Over the past few weeks, I've done something that some would say is unforgivable.
The responses I have received were tearful and angry, but it was something that had to be done.
With some of them ranging all the way up to 399, I decided to break all of my
handcuffs-I mean, all of my Snapstreaks.
For those of you unfamiliar with this term, a "Snapstreak" is formed when two people continuously contact each other through the app Snapchat. Both parties have to send a Snapchat within 24 hours to continue a streak. After four days, the fire emoji appears by their name with a number. Each day that the streak continues, the number goes up.
To prepare for this article, I asked a few people how they felt about Snapstreaks.
"They're super important. Whoever breaks it is the devil." - Ciara L
"I love them. My best friend and I have one of the longest ones in history, we have 504 right now. Add me on Snapchat btw." - Holly M
"It makes or breaks friendships. I broke a 425 day once and he didn't talk to me for a week." - Gaby H
"I've never had a streak with anyone. I'm forever alone." - Dillon H
"I appreciate their customer service. I filed a complaint on the Snapchat website about losing streaks once, when I checked the next day they were back." - Mallie E
"Have you snapped me yet today?" - Dunia W.
As you can see, those who participate in this activity are passionate about it. I used to be right there with them, until recently. This brings me to my reasoning of why you should consider escaping this modern phenomenon.
The investment is too serious.
The higher the streak, the more important it becomes. Keeping your numbers up becomes a part of your daily routine. I can think of busy days when I made sure to set aside time where I could be around wifi so I could send my necessary Snapchats. I don't think it would've mattered if I was in a different country, at a full-scheduled conference in Dallas, or at the hospital, I wasn't losing my streaks. A mistake I made and have seen others make is feeling that once you start, you can't stop. Being 100 days in doesn't mean you should keep it up for 100 more. You're not too far gone, you can stop. I believe in you.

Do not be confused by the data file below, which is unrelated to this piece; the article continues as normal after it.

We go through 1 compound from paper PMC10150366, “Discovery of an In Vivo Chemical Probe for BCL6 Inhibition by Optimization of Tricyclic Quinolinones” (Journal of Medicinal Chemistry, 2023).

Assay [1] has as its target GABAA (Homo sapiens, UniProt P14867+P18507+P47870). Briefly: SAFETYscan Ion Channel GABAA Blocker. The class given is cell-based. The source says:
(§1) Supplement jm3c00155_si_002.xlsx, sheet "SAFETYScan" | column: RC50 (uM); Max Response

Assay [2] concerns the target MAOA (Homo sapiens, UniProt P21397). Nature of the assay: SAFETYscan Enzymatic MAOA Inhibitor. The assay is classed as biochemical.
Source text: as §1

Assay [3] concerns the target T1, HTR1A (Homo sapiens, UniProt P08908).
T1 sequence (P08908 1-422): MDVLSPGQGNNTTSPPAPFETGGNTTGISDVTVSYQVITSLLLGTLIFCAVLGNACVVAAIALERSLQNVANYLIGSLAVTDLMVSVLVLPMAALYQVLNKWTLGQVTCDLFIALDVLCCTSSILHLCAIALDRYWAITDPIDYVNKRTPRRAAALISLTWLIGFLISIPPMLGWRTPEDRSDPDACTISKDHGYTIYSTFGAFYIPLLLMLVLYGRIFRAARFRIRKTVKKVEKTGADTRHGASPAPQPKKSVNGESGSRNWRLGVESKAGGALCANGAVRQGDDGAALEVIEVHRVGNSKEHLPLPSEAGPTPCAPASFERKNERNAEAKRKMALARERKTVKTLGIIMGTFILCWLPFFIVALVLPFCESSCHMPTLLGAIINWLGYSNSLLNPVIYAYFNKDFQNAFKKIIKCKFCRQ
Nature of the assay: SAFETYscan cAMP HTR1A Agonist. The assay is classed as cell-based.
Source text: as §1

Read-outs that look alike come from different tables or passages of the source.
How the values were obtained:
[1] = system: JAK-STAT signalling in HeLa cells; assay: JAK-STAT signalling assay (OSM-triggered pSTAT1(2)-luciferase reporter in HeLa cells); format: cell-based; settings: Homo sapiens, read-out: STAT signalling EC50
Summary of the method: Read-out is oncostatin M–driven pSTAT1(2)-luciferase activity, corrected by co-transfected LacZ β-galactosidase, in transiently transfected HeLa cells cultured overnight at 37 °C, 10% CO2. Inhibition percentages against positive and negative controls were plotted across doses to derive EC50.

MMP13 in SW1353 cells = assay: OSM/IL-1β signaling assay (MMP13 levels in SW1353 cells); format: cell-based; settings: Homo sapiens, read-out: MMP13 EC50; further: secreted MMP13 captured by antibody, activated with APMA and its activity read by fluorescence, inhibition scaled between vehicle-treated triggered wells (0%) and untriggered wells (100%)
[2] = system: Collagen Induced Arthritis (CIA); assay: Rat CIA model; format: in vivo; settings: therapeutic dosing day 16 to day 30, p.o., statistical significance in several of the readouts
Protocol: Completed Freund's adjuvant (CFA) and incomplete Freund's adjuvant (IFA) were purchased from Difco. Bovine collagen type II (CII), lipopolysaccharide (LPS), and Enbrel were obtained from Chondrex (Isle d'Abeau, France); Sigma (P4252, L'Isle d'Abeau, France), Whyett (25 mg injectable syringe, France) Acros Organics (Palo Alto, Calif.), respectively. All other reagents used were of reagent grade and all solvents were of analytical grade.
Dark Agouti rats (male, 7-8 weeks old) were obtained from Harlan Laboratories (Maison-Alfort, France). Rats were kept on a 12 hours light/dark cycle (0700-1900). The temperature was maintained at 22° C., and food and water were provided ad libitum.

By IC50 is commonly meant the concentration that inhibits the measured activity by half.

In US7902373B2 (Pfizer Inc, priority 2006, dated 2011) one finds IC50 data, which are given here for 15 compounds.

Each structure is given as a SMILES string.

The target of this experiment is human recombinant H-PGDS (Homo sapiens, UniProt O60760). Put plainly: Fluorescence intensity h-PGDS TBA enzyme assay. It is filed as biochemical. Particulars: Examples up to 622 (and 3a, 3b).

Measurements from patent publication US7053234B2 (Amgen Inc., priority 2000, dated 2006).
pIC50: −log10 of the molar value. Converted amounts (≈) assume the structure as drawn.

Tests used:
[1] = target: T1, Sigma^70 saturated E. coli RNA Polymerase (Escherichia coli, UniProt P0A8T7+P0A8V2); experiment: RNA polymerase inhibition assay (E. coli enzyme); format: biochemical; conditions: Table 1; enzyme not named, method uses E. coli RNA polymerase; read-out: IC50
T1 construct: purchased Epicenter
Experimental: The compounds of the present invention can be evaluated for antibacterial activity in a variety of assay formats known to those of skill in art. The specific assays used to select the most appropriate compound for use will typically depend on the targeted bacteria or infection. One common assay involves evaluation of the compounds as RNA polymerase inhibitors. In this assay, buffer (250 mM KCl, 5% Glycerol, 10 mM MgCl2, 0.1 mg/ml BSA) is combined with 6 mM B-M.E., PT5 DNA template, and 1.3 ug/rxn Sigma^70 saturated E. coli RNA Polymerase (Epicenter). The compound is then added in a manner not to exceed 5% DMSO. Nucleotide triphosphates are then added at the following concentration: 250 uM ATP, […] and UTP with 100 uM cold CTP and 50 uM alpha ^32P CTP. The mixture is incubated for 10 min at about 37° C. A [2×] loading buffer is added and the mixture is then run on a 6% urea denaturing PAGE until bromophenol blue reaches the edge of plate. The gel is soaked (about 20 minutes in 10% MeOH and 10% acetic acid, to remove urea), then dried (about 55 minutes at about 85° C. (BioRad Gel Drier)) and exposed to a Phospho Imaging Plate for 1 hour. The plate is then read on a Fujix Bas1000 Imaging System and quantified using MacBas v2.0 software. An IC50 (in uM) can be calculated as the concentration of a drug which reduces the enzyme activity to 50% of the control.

The word "streak" is not a conversation.
When I first started playing the streak game, I wasn't committed. The panicked selfies I received that simply said "streak" would make me chuckle, then I would send one back to appease whoever sent it. However, I soon became guilty of the "streak" snap. The point of Snapchat is to converse while sharing pictures of the exciting moments going on around you. They say that a picture paints 1,000 words, but a black screen that says "streak," only paints one.
It causes unnecessary stress.
You sweat when you receive the "90% of data used" text only a week into the month, not because you potentially won't have data if you somehow get stranded in a desert, but because you might not be able to send a Snapchat to continue your streaks. In addition to that, an extra layer of stress comes from having to rely on another person. I can think of instances when I saw the hourglass emoji appear by someone's name, meaning our beloved Snapstreak was on the verge of ending. I instantly would send a Snapchat to clear it if it was coming from my end, send a "streak" snap if it was on their end, or I occasionally even sent a text when things got really serious. You probably have enough to stress about already, why add more with the commitment of a Snapstreak?
Sometimes, you keep a streak simply to keep it.
You haven't hung out in a year, yet you have a 162-day Snapstreak on Snapchat. Send a message asking them to get coffee and chat, it'll probably be fun. If you're cringing simply at the thought of sending that and having to actually hang out with them, you probably shouldn't have a Snapstreak with them. Break it, they'll thank you later. Or they won't because you guys don't talk anyway.
You are more than a number.
You probably think your 100+ Snapstreaks are impressive. I don't condemn that, I was proud of mine too. That is, until one day when I was telling my mom about my Snapstreaks, and she told me I was stupid. After getting offended and trying to make a case for the concept of Snapstreaks, I realized she was right. It's not going on your resume, there are no bragging rights to having a really high Snapstreak, and you sound dense when you talk about it. When your friends think back on you later in life their thoughts will most likely be about the good times you had when you were together, not how many days in a row you communicated through an app.
Ladies, this one is for you.
I get it, having a Snapstreak with the boy you like is fun. However if it's the only way you guys communicate, and he isn't making an effort to hang out with you, then he sure as hell does not deserve your hot selfies. Tell 'em boy bye.
I can confidently say that I feel great about this decision because I am now free from the virtual handcuffs my friends and I had accidentally placed on each other. Plus it's one less reason to be on your phone all the time.
Go forth and break streaks, my friends. Take your sovereignty back.